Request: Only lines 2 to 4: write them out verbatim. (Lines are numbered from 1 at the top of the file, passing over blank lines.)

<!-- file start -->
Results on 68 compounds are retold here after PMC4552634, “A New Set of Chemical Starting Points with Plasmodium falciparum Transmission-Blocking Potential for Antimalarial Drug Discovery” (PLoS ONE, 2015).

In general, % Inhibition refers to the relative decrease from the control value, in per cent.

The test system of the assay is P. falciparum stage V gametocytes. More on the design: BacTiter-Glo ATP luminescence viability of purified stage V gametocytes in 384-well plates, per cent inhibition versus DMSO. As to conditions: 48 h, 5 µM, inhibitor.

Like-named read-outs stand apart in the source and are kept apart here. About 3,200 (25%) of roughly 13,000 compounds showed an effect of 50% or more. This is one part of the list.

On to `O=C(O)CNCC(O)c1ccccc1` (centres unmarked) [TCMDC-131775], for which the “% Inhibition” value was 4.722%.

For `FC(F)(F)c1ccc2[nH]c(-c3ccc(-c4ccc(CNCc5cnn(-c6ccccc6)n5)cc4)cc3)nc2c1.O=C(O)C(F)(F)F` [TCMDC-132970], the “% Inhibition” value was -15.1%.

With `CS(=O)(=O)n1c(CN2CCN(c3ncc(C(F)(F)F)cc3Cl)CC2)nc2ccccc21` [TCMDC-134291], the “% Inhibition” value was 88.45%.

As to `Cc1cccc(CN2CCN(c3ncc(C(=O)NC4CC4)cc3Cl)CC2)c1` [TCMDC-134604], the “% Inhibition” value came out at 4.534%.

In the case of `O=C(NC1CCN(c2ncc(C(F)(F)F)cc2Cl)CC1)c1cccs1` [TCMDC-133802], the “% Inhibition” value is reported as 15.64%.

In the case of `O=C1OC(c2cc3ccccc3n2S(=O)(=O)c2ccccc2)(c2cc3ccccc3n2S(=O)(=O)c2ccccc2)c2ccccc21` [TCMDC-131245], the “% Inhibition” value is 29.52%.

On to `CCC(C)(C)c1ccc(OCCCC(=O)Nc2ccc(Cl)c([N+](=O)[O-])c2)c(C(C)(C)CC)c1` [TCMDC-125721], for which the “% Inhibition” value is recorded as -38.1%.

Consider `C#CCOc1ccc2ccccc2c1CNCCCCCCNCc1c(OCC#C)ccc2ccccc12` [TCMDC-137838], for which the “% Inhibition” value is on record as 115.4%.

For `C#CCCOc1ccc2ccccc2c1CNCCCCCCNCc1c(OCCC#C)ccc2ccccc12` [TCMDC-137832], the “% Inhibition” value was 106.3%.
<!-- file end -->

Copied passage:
In general, % Inhibition refers to the relative decrease from the control value, in per cent.

The test system of the assay is P. falciparum stage V gametocytes. More on the design: BacTiter-Glo ATP luminescence viability of purified stage V gametocytes in 384-well plates, per cent inhibition versus DMSO. As to conditions: 48 h, 5 µM, inhibitor.

Like-named read-outs stand apart in the source and are kept apart here. About 3,200 (25%) of roughly 13,000 compounds showed an effect of 50% or more. This is one part of the list.